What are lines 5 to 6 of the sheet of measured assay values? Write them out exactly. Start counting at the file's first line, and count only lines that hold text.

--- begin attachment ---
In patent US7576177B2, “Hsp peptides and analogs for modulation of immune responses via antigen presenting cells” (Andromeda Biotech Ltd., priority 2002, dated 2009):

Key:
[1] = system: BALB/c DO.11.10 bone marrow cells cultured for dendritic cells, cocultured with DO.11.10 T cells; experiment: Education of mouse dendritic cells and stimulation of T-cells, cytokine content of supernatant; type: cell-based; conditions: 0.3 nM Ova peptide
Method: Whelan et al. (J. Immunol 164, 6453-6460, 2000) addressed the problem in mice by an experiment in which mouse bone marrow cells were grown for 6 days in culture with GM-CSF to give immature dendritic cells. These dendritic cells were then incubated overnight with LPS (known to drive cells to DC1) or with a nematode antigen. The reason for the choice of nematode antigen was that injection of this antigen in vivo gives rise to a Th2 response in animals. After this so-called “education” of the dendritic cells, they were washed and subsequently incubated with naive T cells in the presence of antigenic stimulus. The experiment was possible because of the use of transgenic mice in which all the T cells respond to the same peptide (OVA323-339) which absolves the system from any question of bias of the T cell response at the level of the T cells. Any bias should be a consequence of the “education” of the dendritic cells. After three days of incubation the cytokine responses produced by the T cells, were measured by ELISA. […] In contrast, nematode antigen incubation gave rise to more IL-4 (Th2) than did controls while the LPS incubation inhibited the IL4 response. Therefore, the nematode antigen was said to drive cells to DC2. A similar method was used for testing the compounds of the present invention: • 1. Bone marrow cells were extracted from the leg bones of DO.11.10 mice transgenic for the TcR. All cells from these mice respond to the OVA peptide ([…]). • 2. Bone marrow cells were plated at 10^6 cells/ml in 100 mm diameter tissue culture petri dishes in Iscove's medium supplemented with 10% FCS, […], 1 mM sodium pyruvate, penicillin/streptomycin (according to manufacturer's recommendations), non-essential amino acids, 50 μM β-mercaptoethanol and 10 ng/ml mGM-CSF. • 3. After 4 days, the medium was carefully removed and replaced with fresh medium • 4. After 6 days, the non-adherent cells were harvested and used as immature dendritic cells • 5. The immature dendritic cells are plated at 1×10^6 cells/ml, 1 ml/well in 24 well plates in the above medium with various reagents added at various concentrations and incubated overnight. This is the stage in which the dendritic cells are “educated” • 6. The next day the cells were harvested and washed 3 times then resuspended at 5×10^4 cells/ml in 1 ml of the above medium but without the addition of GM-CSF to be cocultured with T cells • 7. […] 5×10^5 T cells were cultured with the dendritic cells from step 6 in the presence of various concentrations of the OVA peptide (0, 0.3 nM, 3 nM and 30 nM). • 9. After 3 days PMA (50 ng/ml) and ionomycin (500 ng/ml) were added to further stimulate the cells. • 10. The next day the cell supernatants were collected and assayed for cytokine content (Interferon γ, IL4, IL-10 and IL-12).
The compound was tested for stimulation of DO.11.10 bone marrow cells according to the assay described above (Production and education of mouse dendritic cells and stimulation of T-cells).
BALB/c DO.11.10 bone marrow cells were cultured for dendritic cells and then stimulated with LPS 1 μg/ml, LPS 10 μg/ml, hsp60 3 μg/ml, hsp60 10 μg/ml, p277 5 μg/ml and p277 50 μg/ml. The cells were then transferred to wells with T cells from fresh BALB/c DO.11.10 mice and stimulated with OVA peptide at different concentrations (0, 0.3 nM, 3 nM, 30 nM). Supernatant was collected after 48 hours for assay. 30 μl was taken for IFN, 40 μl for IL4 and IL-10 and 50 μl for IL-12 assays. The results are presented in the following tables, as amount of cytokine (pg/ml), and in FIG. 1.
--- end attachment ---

The compound was tested for stimulation of DO.11.10 bone marrow cells according to the assay described above (Production and education of mouse dendritic cells and stimulation of T-cells).
BALB/c DO.11.10 bone marrow cells were cultured for dendritic cells and then stimulated with LPS 1 μg/ml, LPS 10 μg/ml, hsp60 3 μg/ml, hsp60 10 μg/ml, p277 5 μg/ml and p277 50 μg/ml. The cells were then transferred to wells with T cells from fresh BALB/c DO.11.10 mice and stimulated with OVA peptide at different concentrations (0, 0.3 nM, 3 nM, 30 nM). Supernatant was collected after 48 hours for assay. 30 μl was taken for IFN, 40 μl for IL4 and IL-10 and 50 μl for IL-12 assays. The results are presented in the following tables, as amount of cytokine (pg/ml), and in FIG. 1.